Jeanneau Merry Fisher 1095 boat test

Continuing on the popularity of their Merry Fisher motoryachts, Jeanneau has delivered its largest boat in the line with the 32ft Merry Fisher 1095

Think of ‘Merry Fisher’ and a 6m outboard engine powered peche promenade wheelbase fishing boat that you’ll find tucked into every harbour and inlet in Europe, springs to mind. It’s been a hugely successful genre and the good news is that Jeanneau is continuing with it.

In recent years the brand has been stretched, and stretched again. Jeanneau has taken full advantage of the rise in the popularity and power outputs of outboard engines to deliver its largest Merry Fisher yet – the 32ft MF 1095.
It looks exactly as you’d expect – a ‘stretched limo’ version of the smaller boats with the same upright wheelhouse and clamshell roof on black pillars as the rest of the range. From a distance, the only obvious differentiation, aside from the length, is additional hull windows.

Jeanneau Merry Fisher 1095 wheelhouse detail

Step aboard via the starboard section of platform that juts out past the twin outboard engines and you’ll find a cockpit geared more toward social cruising than fishing. It’s clear that despite the name, Jeanneau has aimed this boat firmly at its cruising, rather than angling, clientele. So you have fixed seating across the stern and up the port side, with a short third leg in front of the fixed portion of the sliding wheelhouse door. The starboard side is kept clear, easing access to the transom door and forward to the wider of the asymmetric side decks. Cunningly, the aft seat is on tracks so that in normal use it is pushed right back against the outboard engines, maximising space. Should you wish to tilt the outboards clear of the water, the seat slides forward creating a gap for the engine powerheads to swing into.

Jeanneau Merry Fisher 1095 saloon

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The deck saloon itself has some neat touches. Two double seats face each other across a dining table on the port side, but the forward (aft facing) seat cantilevers to create forward facing seating underway. The starboard side is mostly galley behind the single helm seat, the helmsman gaining a side door which not only offers immediate access to the side deck but also gives a sense of connection to the water rushing by, and of course masses of light and ventilation, augmented by two glass hatches.

In theory, Jeanneau presents this boat with either a two or three-cabin layout. In practice, the layout stays the same. So you get a master cabin forward, its centreline island double a nice touch in a sub mid-30ft boat. You also get a single generous heads with a shower stall.
But you pay for both these things with a second cabin that is pretty much just a small double bed running back beneath the dinette, hemmed in on both sides by the cabin walls. The third cabin is smaller still – Jeanneau describes it as a double berth, but it’s certainly extremely cosy.

Jeanneau Merry Fisher 1095 cabin

So what of that alternative two-cabin layout? Well, it’s exactly the same, only there is no bed in the third cabin, it’s a storage area instead. Personally I’d opt for three cabins regardless and simply store things on the bed, at least then you have it should you need it. In fact, if you’re a real glutton for punishment, as well as sleeping six on the lower deck, the dinette converts into another double, but be prepared to queue for the facilities in the morning…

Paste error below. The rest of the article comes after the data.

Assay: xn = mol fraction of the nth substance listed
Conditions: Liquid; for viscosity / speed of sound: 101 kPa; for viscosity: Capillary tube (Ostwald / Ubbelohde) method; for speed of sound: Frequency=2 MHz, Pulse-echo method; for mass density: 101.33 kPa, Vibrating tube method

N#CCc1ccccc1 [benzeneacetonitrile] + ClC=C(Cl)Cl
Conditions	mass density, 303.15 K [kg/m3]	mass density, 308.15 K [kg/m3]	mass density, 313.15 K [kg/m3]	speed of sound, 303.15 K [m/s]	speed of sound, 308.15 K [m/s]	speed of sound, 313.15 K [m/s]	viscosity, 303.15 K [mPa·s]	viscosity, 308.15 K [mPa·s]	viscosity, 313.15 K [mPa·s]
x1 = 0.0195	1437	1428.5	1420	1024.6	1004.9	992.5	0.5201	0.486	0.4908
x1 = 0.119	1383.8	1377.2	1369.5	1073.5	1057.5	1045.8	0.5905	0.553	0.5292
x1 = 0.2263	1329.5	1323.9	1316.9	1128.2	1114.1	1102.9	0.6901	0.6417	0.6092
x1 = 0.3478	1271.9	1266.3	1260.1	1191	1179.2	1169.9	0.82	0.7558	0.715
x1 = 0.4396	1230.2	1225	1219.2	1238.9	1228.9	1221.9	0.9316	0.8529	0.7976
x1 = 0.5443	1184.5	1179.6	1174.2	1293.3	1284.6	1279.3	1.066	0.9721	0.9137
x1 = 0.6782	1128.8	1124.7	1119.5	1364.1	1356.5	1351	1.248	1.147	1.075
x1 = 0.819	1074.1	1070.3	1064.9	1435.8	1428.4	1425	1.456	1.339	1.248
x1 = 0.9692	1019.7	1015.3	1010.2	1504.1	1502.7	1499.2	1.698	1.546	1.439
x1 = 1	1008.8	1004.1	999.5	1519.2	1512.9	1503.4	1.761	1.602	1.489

Those two 350hp Yamahas suggest serious potency, but you need to remember that this 32-footer weighs almost five tonnes without engines. Add the two 4.2 litre V6 Yamahas at a quarter of a tonne each in the worst possible place right at the back of the boat, and it’s not quite the rocket ship you might have hoped for. But recalibrate your expectations and the performance is entirely sufficient, with a 37-knot top end giving genuine 30-knot cruising ability.

More impressive is what’s going on at the bottom end of the planing speed range, because, despite that half tonne hanging off the transom, the Merry Fisher 1095 lifts onto the plane at surprisingly low speed, runs remarkably level and doesn’t need a fistful of throttle to get it there.
Handling is a similar story. No, you can’t throw it into turns like a race boat and yes, if you push it hard, you can induce cavitation in the outer propeller as it lifts as the boat banks. But why would you want to?

As ever, Jeanneau has the fundamental hull dynamics spot on. As a boat to cruise with, it’s excellent, and when you reach your destination that practical layout works well.
If you want to get your hands on the last word in speed and dynamics, then you’ll need to look elsewhere (in fact, look at Jeanneau’s new Cap Camarat 9.0 – that’s a serious driver’s machine) because what this boat does is simply uphold those practical, sensible values that put its smaller siblings into almost every harbour and inlet in Europe in the first place.


At a glance…

LOA: 32ft 11in (10.50m)
Beam: 10ft 11in(3.35m)
Draught: 2ft 3in (0.69)
Displacement: 5.1 tonnes
Top speed: 37 knots
Price from: £181,813 (as tested: £196,956)
Contact: Jeanneau


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